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For Immediate Release
June 17, 2022
Nicole Gibbs


CEDBR Report: Safe Operating Grants Saved Jobs, Businesses During Pandemic

(Sedgwick County, Kan.) – Nearly two years after the Sedgwick County Board of County Commissioners (BoCC) decided to use $8.3 million in CARES and SPARK funding to help small businesses survive the COVID-19 pandemic, they are now learning just how successful their efforts were. A new report by WSU’s Center for Economic Development and Business Research (CEDBR) shows the Safe Operating Grant Program saved thousands of jobs, created new positions, and boosted the local economy in many ways.

Starting in August 2020, Sedgwick County awarded grants up to $5,000 each to 1,295 businesses to help with pandemic-related expenses, including rent, utilities and personal protective equipment. That infusion of cash, according to the report, helped businesses retain 18,580 jobs and create 56 new ones. It also had a ripple effect, creating more demand from local consumers and other businesses. The study concludes that for every 100 jobs supported by this grant program, 43 additional jobs benefitted indirectly.

“Small businesses are often quoted as being the foundation of a community, as they provide services and goods at the neighborhood level. The funding provided not only supported one of the hardest hit segments, but it also injected liquidity into the market for those firms to remain agile during the turbulent time,” said Jeremy Hill, CEDBR Director.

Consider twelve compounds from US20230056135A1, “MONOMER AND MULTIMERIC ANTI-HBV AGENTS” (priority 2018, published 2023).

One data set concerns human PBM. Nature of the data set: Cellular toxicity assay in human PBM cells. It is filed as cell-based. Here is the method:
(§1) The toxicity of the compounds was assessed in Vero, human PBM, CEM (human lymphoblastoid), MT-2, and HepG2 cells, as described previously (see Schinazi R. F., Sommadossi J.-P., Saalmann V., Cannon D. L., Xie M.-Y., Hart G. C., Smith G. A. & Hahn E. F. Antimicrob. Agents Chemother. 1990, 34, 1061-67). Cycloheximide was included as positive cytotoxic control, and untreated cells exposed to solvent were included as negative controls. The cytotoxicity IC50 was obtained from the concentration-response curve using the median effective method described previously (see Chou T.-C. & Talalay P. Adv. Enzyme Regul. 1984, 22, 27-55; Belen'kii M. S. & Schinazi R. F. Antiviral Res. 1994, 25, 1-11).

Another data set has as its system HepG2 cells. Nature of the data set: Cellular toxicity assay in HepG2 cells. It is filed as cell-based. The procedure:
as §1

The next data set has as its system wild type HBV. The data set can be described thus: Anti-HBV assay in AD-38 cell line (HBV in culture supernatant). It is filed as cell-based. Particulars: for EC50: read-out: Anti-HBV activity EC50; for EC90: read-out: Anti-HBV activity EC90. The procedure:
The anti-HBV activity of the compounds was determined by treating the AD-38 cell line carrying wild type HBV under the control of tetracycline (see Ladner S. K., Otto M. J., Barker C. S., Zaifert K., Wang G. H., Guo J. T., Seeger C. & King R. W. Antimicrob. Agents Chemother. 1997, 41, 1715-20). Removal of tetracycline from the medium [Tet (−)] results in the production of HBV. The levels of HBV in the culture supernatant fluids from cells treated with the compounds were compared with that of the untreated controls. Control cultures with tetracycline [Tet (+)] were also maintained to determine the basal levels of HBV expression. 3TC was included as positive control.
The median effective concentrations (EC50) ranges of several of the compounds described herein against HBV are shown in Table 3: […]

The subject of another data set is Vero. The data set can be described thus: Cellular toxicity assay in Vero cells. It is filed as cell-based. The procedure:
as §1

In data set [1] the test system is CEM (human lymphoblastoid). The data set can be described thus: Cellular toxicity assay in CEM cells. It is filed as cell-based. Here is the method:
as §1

Sedgwick County also funded workforce development facilities, including Friends University, Wichita State University Campus of Applied Sciences and Technology, and the Workforce Alliance of South-Central Kansas. The grants totaling nearly $1.9 million provided personal protective equipment and other pandemic-related support.

Helping small businesses keep their employees and hire new ones during the pandemic created an impressive stimulus effect in Sedgwick County. As the table below shows, CEDBR estimates that labor income and total economic output jumped by several million dollars, bringing in an additional $115 million in state and local taxes.

The overall impact of the Safe Operating Grant Program was even better than the BoCC had hoped.

“When we distributed that money two years ago, we knew that many small businesses were struggling to stay afloat during the pandemic, and we wanted to get them help fast,” said David Dennis, Chairman of the BoCC. “It’s rewarding to see that this funding provided an instant lifeline to business owners and also enhanced the Sedgwick County economy for years to come.”